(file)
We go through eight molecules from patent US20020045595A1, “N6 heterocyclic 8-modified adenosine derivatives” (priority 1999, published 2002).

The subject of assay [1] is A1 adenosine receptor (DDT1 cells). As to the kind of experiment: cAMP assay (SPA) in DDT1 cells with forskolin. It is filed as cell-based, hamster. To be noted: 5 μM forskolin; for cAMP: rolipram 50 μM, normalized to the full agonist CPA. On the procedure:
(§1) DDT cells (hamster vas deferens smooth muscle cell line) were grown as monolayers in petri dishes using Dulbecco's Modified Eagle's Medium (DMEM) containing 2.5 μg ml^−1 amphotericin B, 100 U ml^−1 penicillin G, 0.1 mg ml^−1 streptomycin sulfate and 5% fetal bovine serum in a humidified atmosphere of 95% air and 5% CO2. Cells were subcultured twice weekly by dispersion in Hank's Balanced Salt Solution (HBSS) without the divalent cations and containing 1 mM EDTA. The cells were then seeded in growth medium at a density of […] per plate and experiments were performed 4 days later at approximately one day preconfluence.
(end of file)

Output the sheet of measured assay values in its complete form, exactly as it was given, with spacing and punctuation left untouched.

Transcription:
We go through eight molecules from patent US20020045595A1, “N6 heterocyclic 8-modified adenosine derivatives” (priority 1999, published 2002).

The subject of assay [1] is A1 adenosine receptor (DDT1 cells). As to the kind of experiment: cAMP assay (SPA) in DDT1 cells with forskolin. It is filed as cell-based, hamster. To be noted: 5 μM forskolin; for cAMP: rolipram 50 μM, normalized to the full agonist CPA. On the procedure:
(§1) DDT cells (hamster vas deferens smooth muscle cell line) were grown as monolayers in petri dishes using Dulbecco's Modified Eagle's Medium (DMEM) containing 2.5 μg ml^−1 amphotericin B, 100 U ml^−1 penicillin G, 0.1 mg ml^−1 streptomycin sulfate and 5% fetal bovine serum in a humidified atmosphere of 95% air and 5% CO2. Cells were subcultured twice weekly by dispersion in Hank's Balanced Salt Solution (HBSS) without the divalent cations and containing 1 mM EDTA. The cells were then seeded in growth medium at a density of […] per plate and experiments were performed 4 days later at approximately one day preconfluence.